Many persons come to the Clinic seeking help for itchy feet, since they are unable to find medication that works. But more importantly, they tend to be at a loss regarding the cause.
An uncomfortable sensation which is usually as a result of a fungal infection or skin condition, the main diagnoses that are made are: athlete’s foot, psoriasis, dermatitis and eczema, with athlete’s foot reigning supreme. In tropical climates, this is even more common, as it is often coupled with sweating in the feet.
In general, itching occurs more during the night because of the drop in adrenaline and cortisone, and the increase in histamine that occurs while we lie resting. These changes are related to the rhythm of hormones in our bodies.
What Causes It?
Additional causes from those mentioned above include:
-Irritants such as laundry detergent, soap, or perfume
-Insect, tick, or flea bites
-Poisonous plants such as poison ivy
-Hormonal changes, especially in pregnant women
Washing your feet is just as important as washing your hands. Bacteria are naturally present on our skin, and there are more than 250,000 sweat glands located on each foot and they are continuously sweating. Without soap and water, and given a warm, moist location such as in shoes and socks made of suffocating materials like nylon, the bacteria will begin to grow when mixed with sweat, causing itchy, smelly feet. There are also medical conditions such as ancylostoma duodenale that list itchy feet as a symptom. Ancylostoma duodenale is a parasitic hookworm infestation that is typically contracted by walking barefoot in damp soil. Not only does this condition make one’s feet itch, it makes the entire body itch.
Itching can be dangerous since excessive itching can lead to a breakage in the skin, which exposes the person to infection. Itchy feet can also be an indicator of another problem, and they produce symptoms of their own, such as:
-Blisters or open sores
Many of these symptoms arise after the person continually scratches the foot for a long time. It does not take much scratching to turn your skin red and weaken it, making it susceptible to flaking or cracking.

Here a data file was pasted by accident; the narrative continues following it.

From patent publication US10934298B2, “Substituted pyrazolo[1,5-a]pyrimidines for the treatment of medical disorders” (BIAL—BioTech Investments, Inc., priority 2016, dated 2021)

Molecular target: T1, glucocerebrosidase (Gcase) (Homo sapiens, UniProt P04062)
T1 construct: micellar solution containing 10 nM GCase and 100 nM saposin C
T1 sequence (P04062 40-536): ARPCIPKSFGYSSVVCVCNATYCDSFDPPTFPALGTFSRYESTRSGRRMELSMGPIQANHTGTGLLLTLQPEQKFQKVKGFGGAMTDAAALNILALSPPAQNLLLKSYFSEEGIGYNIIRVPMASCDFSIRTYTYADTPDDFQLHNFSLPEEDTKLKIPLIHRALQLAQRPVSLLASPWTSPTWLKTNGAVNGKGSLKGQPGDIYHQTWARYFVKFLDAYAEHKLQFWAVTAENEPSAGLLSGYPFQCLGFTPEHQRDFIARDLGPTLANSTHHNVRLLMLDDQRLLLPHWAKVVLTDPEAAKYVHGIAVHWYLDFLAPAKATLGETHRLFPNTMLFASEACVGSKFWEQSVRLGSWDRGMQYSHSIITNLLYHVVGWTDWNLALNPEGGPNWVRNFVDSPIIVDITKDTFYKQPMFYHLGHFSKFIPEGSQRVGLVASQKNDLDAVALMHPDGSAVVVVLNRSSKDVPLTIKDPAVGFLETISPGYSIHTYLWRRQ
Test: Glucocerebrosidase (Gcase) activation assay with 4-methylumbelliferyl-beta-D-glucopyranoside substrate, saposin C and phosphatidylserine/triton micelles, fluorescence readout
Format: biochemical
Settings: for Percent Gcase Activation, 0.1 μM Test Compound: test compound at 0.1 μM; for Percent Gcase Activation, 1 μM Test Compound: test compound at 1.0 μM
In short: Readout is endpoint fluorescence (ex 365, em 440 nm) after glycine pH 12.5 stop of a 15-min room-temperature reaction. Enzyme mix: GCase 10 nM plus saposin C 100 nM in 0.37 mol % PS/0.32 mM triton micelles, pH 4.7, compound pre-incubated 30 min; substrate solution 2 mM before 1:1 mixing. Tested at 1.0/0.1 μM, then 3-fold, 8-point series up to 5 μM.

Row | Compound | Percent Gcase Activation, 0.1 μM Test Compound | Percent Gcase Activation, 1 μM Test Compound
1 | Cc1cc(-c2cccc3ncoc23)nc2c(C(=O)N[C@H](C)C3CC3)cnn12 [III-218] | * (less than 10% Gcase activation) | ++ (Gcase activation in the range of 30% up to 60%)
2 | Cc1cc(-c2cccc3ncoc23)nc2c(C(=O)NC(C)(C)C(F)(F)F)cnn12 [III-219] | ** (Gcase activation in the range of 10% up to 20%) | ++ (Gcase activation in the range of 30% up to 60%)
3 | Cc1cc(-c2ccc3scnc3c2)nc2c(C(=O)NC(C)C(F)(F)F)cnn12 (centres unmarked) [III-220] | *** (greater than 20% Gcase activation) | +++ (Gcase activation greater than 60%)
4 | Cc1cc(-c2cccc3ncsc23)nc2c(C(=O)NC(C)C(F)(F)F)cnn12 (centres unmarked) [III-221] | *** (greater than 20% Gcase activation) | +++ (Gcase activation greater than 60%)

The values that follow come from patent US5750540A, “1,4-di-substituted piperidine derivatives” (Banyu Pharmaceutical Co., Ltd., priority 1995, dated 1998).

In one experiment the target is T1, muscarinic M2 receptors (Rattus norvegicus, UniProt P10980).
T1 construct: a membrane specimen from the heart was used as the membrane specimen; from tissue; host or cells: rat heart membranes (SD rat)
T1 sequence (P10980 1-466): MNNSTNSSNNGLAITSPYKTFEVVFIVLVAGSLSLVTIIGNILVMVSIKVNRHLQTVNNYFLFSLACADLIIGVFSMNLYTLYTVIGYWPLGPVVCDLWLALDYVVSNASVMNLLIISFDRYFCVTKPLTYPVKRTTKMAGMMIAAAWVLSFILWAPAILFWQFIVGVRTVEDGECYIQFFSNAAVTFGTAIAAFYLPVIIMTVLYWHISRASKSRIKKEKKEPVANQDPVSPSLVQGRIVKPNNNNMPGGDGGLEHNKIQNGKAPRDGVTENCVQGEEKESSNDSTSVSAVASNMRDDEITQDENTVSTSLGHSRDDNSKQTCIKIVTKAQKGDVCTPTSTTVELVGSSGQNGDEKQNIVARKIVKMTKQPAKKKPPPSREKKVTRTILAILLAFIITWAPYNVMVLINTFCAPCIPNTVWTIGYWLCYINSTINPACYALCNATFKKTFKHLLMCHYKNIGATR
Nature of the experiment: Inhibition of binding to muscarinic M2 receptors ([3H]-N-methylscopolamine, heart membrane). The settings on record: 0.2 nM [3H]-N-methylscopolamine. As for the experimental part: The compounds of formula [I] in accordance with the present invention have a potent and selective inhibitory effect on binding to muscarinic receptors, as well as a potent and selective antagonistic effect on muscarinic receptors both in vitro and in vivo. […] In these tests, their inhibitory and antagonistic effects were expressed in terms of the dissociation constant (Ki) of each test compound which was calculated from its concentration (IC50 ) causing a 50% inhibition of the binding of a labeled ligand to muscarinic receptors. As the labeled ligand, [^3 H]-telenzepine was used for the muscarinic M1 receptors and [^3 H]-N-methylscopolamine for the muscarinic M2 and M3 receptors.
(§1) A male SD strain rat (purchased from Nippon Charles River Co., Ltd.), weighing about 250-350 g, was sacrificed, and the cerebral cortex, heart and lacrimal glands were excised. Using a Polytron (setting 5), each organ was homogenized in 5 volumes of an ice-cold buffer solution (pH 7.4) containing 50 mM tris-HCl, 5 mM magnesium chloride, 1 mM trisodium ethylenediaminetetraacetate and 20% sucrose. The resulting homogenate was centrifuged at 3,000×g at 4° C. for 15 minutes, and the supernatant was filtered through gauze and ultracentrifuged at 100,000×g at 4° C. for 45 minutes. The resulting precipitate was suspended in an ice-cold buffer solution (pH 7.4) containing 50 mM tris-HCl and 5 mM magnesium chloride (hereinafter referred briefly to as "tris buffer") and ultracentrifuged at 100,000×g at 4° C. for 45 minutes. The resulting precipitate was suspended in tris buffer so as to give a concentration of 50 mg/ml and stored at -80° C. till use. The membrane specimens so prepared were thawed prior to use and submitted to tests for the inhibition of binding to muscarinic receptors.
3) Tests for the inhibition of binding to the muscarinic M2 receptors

If you have itchy feet and are unaware of any problems such as infection, dry skin, or allergies, you should consider having your feet examined by your GP, dermatologist or podiatrist. Fungal infections are progressive, and it could take years for additional symptoms such as yellow toenails to appear. Your doctor will give you a physical exam and possibly take samples of your skin or sores to test under a microscope in order to make a diagnosis. Once a diagnosis is made and the cause of the itchy feet is determined, a proper treatment plan can be created.
Treatment and Prevention
Treatment for itchy feet will depend on the cause. If you have a fungal infection such as athlete’s foot, antifungal medication can be bought over the counter or prescribed by GP or podiatrist. If you are suffering from dry skin or a skin condition, therapeutic ointments and creams can be prescribed to fight the itch and additional symptoms such as dry skin that may be causing the itch. Often cortisone cream is used to treat itchy feet. For more severe cases an oral steroid may be used. Treatment will also involve prevention measures, including:
-Keeping feet clean at all times
-Keeping feet thoroughly dry, particular between the toes.
-Wearing clean hosiery, socks and shoes
-Wearing socks and shoes made of breathable materials
-Wearing gloves and/or socks at night
-Keeping nails trimmed short and smooth
-Not going barefoot in public showers, locker rooms, pools, or gyms
-Following your doctor’s or podiatrist’s instructions at all times.
If possible, talk with your doctor or podiatrist before purchasing any over-the-counter medication. As well, AVOID self diagnoses! Depending on the severity of your case, the over-the-counter products may not do anything for you.
Your feet mirror your general health . . . cherish them!